Basi Reddy, J.
1. The accused in this case, Amalla Koteswara Rao, has been convicted of the murder of a man called Boginedi Peddanna and has been sentenced to death by the Sessions Judge of Guntur. The offence is stated to have been committed on 19-3-1952 in the village of Anantharappad near the tobacco barn of P. W. 2 (Parchuri Bodaiah alias Chinna Hanumaiah). The manner of attach was by stabbing with a big knife (M. O. 1), described by one of the witnesses is a Knife generally used for cutting goats and fowls. It has a blade of about 8' in length. The victim died at about 8--00 P. M. on the same day in the Government General Hospital, Guntur, where he had been removed for treatment. (After narrating the case for the prosecution and discussing the evidence (Paras 2-17), the judgment proceeded:)
18. In the face of the unimpeachable and conclusive, evidence adduced by the prosecution, the plea of the accused is unavailing. All the aforesaid pieces of evidence proved by reliable evidence, establish the guilt of the accused beyond reasonable doubt and we are in agreement with the learned trial Judge that the accused is guilty of the offence of murder. We therefore confirm the conviction of the accused under Section 302 I. P. C.
19. There remains the question of sentence. The learned Sessions Judge has imposed the sentence of death, on the ground that there are no extenuating circumstances in the case. But, in our view, the approach to the question of punishment should be somewhat different. The theory that where there are no extenuating or mitigating circumstances, it is incumbent upon the Court to Impose the sentence of death, stems from the assumption that the sentence of death is the normal punishment for the offence of murder and the lesser sentence of imprisonment for life is the exception. This view was based on Sub-section (5) of Section 367 Cr. P. C. as it stood before the Code of Criminal Procedure (Amendment) Act, 1955, (Act No. XXVI of 1955), and it provided:
'If the accused is convicted of an offence punishable with death, and the Court sentences him to any punishment other than death, the Court shall in its Judgment state the reason why sentence of death was not passed:' (The Sub-section contained a proviso which is not material for the present purpose.)
This Sub-section has, however, been substituted by a new Sub-section by Act No. XXVI of 1955, and in the new sub-section, the main clause of Sub-section (5) as extracted above, has been omitted. The result is that by virtue of the provisions of Section 302 of the Indian Penal Code, the Court is now allowed full discretion to award the sentence of death or the lesser sentence of imprisonment for life for the offence of murder. That being the legal position now, the view that the extreme penalty is the normal sentence and the mitigated sentence is the exception, does rot hold water. It can no longer be said that death is the normal punishment for murder, and the view formerly held by Courts in India that it is not for the Judge to ask himself whether there are reasons for imposing the penalty of death but he should ask himself whether there are reasons for abstaining from doing so, has lost its validity.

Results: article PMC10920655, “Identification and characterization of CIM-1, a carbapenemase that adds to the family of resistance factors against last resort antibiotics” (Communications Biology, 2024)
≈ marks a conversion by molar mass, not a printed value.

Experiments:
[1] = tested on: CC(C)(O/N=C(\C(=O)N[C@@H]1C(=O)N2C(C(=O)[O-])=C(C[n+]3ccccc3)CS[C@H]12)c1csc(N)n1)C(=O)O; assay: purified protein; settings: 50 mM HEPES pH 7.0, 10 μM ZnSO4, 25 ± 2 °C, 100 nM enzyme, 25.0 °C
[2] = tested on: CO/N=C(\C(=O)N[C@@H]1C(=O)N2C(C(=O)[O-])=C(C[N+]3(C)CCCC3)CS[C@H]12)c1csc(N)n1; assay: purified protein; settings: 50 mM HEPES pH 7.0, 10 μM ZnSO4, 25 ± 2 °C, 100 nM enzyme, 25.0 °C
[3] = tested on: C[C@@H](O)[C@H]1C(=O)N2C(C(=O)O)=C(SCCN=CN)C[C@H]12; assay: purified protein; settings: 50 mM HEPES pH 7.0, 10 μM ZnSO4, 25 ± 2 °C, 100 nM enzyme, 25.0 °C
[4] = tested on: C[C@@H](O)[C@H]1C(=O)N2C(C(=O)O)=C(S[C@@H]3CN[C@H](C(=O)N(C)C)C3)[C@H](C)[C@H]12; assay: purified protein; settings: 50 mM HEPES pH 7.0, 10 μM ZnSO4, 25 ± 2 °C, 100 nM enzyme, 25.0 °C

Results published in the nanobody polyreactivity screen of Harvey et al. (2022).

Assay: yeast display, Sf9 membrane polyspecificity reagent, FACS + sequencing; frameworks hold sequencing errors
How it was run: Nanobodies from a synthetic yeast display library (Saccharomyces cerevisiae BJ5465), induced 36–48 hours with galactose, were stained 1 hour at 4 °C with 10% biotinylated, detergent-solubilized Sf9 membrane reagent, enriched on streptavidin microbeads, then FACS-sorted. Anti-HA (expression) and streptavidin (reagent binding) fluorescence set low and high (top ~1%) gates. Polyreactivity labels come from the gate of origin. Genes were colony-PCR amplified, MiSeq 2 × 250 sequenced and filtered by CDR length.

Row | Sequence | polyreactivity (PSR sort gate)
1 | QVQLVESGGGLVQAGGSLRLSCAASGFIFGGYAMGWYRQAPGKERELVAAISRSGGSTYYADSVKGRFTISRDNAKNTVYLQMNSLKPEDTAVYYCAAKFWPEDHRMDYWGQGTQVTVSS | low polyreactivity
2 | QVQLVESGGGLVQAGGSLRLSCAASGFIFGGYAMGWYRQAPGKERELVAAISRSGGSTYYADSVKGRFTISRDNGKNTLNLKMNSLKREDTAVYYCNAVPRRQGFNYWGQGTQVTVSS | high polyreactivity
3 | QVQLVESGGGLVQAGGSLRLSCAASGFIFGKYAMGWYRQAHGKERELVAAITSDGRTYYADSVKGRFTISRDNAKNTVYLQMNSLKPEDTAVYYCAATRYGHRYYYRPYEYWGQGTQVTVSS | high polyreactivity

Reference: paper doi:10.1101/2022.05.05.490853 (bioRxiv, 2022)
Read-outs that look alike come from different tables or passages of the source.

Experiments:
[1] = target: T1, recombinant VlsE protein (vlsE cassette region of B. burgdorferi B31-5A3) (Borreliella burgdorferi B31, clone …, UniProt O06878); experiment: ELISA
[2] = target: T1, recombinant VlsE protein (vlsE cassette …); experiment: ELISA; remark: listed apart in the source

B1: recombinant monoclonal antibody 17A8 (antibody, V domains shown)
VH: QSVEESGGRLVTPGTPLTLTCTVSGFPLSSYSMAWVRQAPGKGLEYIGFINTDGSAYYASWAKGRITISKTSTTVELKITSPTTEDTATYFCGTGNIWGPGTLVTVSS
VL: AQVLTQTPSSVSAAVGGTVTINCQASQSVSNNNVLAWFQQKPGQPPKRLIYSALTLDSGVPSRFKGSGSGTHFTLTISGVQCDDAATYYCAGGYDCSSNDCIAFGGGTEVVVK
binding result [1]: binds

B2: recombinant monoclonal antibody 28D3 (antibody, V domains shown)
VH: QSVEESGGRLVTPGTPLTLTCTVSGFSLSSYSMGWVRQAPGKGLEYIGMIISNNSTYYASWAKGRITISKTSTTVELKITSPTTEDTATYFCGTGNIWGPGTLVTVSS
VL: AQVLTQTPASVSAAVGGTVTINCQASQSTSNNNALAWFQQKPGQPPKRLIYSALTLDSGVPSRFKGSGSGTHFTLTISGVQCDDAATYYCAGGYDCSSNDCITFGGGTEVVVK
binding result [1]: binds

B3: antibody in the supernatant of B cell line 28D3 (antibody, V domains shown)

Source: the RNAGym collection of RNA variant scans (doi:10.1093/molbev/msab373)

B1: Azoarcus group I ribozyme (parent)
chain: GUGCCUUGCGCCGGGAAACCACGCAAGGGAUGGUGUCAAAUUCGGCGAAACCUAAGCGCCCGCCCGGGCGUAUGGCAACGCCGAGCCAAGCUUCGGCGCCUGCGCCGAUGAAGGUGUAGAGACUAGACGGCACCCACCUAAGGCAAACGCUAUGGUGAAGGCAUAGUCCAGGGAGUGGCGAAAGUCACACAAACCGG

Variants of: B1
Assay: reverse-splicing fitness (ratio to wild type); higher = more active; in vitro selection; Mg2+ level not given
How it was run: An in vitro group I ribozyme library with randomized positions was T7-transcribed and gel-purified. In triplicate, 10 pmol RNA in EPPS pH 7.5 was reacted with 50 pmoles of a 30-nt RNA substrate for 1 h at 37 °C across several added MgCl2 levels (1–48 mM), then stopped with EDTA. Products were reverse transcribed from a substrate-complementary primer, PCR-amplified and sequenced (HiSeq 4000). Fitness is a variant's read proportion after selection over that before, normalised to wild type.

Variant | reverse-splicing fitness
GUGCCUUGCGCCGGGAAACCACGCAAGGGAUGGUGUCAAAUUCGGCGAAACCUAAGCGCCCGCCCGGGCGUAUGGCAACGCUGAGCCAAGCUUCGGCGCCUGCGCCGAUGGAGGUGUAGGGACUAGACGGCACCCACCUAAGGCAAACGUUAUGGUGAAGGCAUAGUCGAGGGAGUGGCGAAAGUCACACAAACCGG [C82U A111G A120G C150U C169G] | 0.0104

It seems to us that the correct approach to this question is that upon a conviction for murder, the Judge should ask himself the question, 'Are there any aggravating circumstances in this case which imperatively call for the exaction of the extreme penalty?' If, in a given case, there are such circumstances, it is his bounden duly to award the capital sentence in the larger interests of society. It is not the province of the Judge to question the wisdom of the policy of the law. He should not allow caprice or sentiment to sway his discretion, if, on the other hand, circumstances of an aggravating nature are absent in a given case, the Judge would be justified in imposing the lesser of the two punishments prescribed by law viz., the imprisonment for life. The mere fact that a human life has been taken, cannot in itself be an aggregating factor calling for the extreme penalty for the simple reason that, if death is not caused with the requisite intention or knowledge, the offence would not amount to murder.
20. Viewed from this angle, it must be held thatthe instant case does not present any aggravating circumstances. The prosecution was unable to prove anyproximate or immediate motive for the crime. The motivesuggested by the prosecution referred to something thatHad happened a year before the offence, but it is hardlylikely that the accused would have nursed a grievance fora whole year and suddenly attacked the deceased on thatfateful day. Something must have happened in-between,which the record of the case does not disclose. It maybe that it was a chance encounter between the accusedand the deceased and the attack itself was sudden andunpremeditated. The eye-witnesses saw only the last stageof the incident on hearing the cry of the deceased. Whathad immediately preceded that, and what motive hadreally prompted the accused to launch such a ferociousattack on the deceased in the middle of the day, are allleft in the dark. We therefore consider that the lesser ofthe two sentences prescribed by Section 302 I. P. C.would meet the ends of justice in this case. We accordingly set aside the sentence of death passed by the lowerCourt and instead impose on the accused the sentence ofimprisonment for life. His appeal is allowed to thisextent.